Turkey's arms imports fell by 59 percent between 2016-20 compared to the period between 2011-2015, the Stockholm International Peace Research Institute (SIPRI) reported in its International Arms Transfer data released on March 15.
"A major factor was the USA halting deliveries of F-35 combat aircraft to the country in 2019, after Turkey imported Russian air defense systems," the report explained.
"Turkey is also increasing domestic production of major arms, to reduce its reliance on imports."
In April 2017, when its efforts to buy an air defense system from the US proved fruitless, Turkey signed a contract with Russia to acquire the S-400 system.
US officials have voiced opposition to its deployment, saying it would be incompatible with NATO systems and would expose F-35 jets to possible Russian subterfuge.
Turkey, however, said that the S-400 would not be integrated into NATO systems and poses no threat to the alliance or its armaments.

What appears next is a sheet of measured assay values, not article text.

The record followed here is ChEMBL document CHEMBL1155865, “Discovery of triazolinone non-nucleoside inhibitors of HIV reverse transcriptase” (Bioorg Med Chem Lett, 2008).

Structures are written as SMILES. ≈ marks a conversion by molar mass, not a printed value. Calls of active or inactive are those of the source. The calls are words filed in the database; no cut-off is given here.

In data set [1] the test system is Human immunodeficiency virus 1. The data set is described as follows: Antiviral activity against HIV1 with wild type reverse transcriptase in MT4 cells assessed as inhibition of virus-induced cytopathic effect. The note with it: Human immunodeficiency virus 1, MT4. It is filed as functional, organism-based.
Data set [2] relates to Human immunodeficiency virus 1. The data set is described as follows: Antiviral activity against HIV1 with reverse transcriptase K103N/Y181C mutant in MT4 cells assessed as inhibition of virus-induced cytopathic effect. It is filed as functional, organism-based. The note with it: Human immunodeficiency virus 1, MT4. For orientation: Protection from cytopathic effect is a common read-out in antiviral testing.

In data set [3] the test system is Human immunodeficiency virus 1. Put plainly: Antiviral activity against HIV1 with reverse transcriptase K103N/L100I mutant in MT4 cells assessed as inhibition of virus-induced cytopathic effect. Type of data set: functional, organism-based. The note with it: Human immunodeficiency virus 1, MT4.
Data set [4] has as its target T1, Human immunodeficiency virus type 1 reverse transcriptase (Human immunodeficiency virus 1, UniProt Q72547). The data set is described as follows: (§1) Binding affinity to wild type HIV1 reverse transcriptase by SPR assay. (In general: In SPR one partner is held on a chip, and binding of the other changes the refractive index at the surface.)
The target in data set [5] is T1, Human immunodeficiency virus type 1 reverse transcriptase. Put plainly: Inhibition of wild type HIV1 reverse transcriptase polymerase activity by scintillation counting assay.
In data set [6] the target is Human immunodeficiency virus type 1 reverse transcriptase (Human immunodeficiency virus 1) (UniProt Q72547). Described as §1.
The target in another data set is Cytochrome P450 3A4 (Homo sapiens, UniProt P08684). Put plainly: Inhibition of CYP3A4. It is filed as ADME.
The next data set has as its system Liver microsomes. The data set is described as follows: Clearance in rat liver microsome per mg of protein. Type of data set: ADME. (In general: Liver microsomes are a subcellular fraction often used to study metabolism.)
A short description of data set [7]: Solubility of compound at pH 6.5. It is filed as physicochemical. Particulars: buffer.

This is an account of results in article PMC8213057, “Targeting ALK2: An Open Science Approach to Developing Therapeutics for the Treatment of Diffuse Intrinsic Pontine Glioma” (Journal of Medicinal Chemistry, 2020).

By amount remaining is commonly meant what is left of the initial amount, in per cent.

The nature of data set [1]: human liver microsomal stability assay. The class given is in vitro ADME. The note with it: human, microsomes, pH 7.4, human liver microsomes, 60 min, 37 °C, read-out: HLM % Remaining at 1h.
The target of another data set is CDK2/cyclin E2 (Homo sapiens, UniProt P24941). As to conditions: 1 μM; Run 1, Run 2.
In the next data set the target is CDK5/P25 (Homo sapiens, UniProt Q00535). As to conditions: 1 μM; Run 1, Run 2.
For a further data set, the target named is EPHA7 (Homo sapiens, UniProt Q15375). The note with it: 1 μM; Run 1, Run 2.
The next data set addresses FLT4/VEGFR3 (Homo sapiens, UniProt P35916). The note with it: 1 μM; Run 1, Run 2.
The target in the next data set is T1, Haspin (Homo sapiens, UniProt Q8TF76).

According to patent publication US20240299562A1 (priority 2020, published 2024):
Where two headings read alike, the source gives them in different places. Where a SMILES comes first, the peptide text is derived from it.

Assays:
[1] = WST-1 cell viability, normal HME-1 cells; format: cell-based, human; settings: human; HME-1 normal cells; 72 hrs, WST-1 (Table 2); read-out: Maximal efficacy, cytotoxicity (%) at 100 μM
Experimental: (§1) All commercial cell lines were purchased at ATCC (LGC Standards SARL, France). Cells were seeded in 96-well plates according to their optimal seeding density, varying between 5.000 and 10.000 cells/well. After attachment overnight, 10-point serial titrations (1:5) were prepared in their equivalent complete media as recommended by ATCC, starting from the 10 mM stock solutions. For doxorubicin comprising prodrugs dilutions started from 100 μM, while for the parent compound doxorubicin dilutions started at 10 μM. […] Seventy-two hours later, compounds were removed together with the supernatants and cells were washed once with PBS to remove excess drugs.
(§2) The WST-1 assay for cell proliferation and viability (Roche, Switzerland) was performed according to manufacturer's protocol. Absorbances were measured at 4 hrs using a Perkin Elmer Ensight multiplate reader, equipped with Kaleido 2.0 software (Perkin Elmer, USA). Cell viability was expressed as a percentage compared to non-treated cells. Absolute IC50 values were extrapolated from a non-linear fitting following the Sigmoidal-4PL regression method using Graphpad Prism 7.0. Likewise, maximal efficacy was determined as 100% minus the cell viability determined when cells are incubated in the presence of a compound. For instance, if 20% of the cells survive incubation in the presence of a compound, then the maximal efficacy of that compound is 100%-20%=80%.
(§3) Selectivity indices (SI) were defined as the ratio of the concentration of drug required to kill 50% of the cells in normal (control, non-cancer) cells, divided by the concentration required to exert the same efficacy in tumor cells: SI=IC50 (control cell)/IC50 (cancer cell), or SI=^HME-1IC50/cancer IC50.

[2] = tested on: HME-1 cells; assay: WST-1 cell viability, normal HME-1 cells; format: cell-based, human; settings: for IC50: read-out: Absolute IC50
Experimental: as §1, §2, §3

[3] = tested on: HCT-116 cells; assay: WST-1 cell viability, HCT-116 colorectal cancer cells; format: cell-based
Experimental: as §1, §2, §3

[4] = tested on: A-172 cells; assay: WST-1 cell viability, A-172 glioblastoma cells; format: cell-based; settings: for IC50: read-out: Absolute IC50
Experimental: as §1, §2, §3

Worldwide arms sales flat in 2010s
For the first time since 2001–2005, the volume of deliveries of major arms between countries reportedly remained flat between 2011–15 and 2016–20.
"However, international arms transfers remain close to the highest level since the end of the cold war," added the report.
Noting that there had been "substantial increases" in transfers by the US, France and Germany -- three of the world's top five arms exporters -- it said these were "largely offset" by declining Russian and Chinese arms exports.
According to the report, arms imports into the Middle East grew by 25 percent during this period.
The increase was driven chiefly by Saudi Arabia which expanded its purchases by 61 percent, as well as Egypt with 136 percent and Qatar with 361 percent, added the report.